Occidental College Cinematheque Invites Students to Reinvent Cinematic Viewings

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Author: Laura Bertocci

The word “cinematheque” is French for “film library,” and historically, in Paris, provided a way for appreciators to watch older films no longer printed on 35mm film. Professor Brody Fox commented on the function of libraries as more than just a storage place: “[They’re] also to promote the revisiting, rewatching and rethinking of certain media texts, and also to produce opportunities for people to come together from different perspectives to watch something and converse about it.”

Oxy Cinematheque is not your average movie night. Sure, you can kick back with your friends and a bucket of popcorn, but be prepared to experience some truly thoughtful and intelligent insight into the movie you are about to watch. Oxy Cinematheque is an occasion for senior film majors who have selected Critical Theory or Screenwriting (as opposed to Production) as the focus of their Comprehensive Project to exhibit their work. Sonia Lessuck (senior) was the first participant of the program on Monday. She chose “The Family Stone” to elucidate the topic of her Senior Comprehensive Project.

Each student has a night to show a film connected with their topic and give a 10-minute introduction to the film, explaining how it is connected to their Comps and what critical ideas they are studying within their Comps. “It’s an opportunity to watch texts together that have some cultural importance, and have someone explain to you why it’s important,” Professor Katie Mills, who is spearheading the program, said. The screenings will be happening at 7 p.m. on Mondays through the end of the semester.

For the Critical Theory and Screenwriting seniors, Cinematheque is an opportunity to share their passion for what they are studying with the Oxy community. “I think it really fits the mission of the school that by senior year you should be able to tell other people why you’re interested in something, and that becomes kind of infectious,” Mills said.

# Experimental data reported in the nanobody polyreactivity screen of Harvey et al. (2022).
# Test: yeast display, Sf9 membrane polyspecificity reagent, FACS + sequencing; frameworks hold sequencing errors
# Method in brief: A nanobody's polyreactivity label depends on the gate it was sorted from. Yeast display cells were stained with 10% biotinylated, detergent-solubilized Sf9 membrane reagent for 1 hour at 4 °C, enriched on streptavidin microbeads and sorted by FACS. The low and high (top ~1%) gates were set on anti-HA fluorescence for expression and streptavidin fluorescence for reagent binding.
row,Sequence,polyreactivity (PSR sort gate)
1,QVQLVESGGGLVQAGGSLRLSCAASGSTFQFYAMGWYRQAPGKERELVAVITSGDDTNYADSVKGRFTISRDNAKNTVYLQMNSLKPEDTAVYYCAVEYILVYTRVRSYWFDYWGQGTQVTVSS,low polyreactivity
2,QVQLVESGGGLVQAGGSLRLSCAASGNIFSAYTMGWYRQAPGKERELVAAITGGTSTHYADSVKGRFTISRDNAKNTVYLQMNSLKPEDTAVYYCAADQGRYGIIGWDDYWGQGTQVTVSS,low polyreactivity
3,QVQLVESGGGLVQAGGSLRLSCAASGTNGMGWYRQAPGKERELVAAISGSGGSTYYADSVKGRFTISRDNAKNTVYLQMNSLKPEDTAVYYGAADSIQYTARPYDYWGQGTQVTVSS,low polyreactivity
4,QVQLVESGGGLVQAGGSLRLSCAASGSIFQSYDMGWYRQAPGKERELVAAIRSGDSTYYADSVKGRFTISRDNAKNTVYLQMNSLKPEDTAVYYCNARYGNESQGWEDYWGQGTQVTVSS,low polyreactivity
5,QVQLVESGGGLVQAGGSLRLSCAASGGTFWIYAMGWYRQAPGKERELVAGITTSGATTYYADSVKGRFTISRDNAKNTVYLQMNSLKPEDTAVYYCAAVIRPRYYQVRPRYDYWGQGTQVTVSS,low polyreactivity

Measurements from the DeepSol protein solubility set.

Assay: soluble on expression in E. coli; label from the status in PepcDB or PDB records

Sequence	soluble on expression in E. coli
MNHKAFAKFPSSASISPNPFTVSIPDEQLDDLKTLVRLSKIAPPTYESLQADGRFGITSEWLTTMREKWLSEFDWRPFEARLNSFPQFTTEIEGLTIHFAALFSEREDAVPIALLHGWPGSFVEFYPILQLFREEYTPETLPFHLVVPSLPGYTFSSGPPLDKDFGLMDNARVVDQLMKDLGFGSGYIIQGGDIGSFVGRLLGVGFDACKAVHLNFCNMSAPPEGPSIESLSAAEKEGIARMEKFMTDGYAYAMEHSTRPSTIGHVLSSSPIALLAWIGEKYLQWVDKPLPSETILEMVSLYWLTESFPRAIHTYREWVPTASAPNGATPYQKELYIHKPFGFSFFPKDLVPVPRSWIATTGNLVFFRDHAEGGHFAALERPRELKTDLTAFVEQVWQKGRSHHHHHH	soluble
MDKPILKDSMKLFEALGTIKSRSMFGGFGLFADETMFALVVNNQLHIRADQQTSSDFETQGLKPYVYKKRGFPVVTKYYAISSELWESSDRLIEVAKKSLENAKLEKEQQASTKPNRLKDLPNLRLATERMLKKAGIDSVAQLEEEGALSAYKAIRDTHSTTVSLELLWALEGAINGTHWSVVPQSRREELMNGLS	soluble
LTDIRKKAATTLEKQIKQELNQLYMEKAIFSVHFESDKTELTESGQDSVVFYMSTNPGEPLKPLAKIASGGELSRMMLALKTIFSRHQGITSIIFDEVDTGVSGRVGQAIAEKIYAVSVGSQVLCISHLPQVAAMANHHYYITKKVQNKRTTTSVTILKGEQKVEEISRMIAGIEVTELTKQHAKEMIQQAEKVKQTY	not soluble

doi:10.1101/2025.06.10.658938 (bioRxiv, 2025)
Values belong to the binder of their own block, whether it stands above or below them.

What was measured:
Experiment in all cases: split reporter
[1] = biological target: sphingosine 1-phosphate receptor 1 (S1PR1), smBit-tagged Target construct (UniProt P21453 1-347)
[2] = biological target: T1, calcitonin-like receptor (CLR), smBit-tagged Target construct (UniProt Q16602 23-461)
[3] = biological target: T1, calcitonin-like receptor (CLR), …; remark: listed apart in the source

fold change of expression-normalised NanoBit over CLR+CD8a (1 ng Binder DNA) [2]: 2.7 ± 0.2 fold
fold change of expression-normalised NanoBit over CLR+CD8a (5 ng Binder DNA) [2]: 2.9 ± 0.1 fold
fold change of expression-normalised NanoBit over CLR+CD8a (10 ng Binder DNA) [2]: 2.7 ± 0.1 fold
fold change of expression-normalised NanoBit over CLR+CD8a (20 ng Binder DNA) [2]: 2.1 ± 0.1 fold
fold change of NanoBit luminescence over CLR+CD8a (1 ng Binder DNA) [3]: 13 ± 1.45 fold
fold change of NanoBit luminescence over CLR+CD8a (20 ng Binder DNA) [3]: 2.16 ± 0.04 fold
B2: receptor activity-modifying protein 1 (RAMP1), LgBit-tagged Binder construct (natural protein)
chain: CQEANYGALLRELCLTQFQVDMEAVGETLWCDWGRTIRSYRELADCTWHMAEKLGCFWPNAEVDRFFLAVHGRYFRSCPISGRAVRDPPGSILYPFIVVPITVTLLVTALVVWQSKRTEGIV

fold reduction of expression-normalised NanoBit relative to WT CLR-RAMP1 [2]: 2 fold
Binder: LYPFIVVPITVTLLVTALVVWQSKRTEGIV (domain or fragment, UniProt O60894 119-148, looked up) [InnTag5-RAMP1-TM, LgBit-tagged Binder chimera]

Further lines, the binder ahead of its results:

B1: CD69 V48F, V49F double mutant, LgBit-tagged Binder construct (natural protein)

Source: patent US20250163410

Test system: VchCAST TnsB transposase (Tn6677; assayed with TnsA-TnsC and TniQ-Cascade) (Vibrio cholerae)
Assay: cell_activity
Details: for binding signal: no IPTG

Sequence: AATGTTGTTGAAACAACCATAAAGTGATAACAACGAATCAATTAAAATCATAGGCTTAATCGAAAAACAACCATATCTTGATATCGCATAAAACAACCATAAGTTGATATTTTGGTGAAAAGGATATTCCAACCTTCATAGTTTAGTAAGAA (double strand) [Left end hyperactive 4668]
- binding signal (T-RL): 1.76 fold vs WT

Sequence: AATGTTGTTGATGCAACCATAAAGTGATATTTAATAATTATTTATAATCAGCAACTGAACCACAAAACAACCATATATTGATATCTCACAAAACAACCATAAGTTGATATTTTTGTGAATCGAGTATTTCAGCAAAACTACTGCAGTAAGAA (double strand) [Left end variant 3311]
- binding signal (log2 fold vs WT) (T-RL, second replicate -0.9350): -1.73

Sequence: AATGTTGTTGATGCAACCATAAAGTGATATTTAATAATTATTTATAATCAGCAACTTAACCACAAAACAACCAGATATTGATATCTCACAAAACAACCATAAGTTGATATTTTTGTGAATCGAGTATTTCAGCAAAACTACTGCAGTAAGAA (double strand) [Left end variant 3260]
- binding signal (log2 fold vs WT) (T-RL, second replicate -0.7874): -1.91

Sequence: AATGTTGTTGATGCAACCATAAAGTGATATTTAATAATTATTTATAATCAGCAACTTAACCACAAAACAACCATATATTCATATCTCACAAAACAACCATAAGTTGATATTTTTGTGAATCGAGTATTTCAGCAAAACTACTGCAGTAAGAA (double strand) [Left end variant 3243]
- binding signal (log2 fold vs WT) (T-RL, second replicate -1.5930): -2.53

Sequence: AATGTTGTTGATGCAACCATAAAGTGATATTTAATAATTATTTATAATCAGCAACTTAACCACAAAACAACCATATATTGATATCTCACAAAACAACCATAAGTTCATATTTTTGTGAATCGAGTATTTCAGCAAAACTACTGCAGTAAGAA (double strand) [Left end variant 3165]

The film department has three tracks for the major: Production, Critical Theory and Screenwriting. Production students present the films they create for their Comps during a widely anticipated night in Thorne at the end of the year. Unfortunately, the other tracks have never had a similar opportunity until now. During their 10-minute introductions, the students will provide a multimedia examination of their topic, which ranges from technicolor in the Alfred Hitchcock film “Rear Window,” to nostalgia in the AMC series “Mad Men,” to narratives in the “Thriller” and “Telephone” music videos. “It’s just kind of a way to let the Oxy community into the film department and let them see what it’s all about,” Education Action Facilitator for the film department Sarah Frantz (senior) said.

The department is especially pleased to welcome Director Charles Burnett, who is scheduled to speak the second week of Cinematheque (7 p.m. on Monday, Sept. 20 in Johnson 200). “[He] is kind of a big deal,” Frantz said. Burnett directed the documentary “Killer of Sheep” when he was a UCLA graduate student. “Pretty much every film major has seen it a thousand times,” Frantz said. Burnett has received the famous MacArthur Genius award and is critically acclaimed for his contemplative works. He agreed to speak about his independent work outside of the Hollywood Industry, as well as show clips from his newest documentary “Namibia: The Struggle for Liberation.” All are welcome to attend and participate in a question and answer session with the director.

Mills aims to pull in an audience beyond the film department. “I want to foster the love of film, television and media on campus and create a place where people can see things that maybe they wouldn’t be downloading on Netflix instantly, and begin to foster a dialogue on campus not just with film majors or students who happen to be taking a core requirement that’s in the film department.”

The experience of watching a film projected on a large screen in a darkened theater is how films were intended to be watched. Most importantly, they were meant to be seen in the company of many people of different backgrounds and perspectives. This event has the potential to unite our campus and create connections and dialogue between people who can contribute their own unique insights. So go ahead and gather your friends, bring an oversized soda, sugary snacks and sit back and relax for Oxy Cinematheque.

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